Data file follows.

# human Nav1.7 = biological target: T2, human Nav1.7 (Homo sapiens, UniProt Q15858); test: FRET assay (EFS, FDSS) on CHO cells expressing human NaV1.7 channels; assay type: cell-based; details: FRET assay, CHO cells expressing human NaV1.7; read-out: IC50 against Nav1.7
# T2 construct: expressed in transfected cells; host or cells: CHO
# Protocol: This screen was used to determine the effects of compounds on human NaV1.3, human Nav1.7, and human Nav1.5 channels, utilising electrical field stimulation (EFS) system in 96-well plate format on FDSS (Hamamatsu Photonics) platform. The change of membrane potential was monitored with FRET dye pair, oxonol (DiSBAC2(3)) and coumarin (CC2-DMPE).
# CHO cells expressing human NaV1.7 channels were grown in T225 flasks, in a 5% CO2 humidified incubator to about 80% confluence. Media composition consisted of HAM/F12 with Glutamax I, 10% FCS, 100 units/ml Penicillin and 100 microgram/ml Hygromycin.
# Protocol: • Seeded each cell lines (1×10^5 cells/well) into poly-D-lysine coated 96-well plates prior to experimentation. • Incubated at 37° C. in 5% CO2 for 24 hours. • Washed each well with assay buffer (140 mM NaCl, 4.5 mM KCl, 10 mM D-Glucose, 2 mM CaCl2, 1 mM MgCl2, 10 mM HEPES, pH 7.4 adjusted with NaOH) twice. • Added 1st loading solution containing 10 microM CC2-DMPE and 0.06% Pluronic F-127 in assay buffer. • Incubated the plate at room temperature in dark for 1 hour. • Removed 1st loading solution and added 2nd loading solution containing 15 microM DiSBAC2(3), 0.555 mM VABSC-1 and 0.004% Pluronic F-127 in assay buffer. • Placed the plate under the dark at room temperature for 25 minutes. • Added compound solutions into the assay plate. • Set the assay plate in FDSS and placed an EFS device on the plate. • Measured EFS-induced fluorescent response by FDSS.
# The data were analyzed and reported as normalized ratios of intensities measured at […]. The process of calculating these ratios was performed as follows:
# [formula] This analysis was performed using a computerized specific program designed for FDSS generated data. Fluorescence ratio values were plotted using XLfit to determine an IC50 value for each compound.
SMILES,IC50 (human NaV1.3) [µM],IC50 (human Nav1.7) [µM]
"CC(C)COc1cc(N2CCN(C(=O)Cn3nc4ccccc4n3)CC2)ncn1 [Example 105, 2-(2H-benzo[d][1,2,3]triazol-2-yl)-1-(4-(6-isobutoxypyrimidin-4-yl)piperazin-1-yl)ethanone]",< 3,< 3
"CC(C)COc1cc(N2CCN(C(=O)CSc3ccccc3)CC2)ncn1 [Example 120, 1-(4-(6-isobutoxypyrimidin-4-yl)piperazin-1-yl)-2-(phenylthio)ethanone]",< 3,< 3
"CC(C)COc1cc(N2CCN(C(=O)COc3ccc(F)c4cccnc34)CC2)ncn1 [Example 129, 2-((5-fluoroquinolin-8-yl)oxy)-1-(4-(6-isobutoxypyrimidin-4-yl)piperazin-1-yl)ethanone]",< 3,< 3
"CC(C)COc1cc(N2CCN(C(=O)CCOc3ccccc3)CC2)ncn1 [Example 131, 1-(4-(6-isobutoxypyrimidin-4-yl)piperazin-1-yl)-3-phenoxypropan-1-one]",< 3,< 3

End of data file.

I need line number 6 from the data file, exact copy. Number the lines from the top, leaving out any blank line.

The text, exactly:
# The data were analyzed and reported as normalized ratios of intensities measured at […]. The process of calculating these ratios was performed as follows: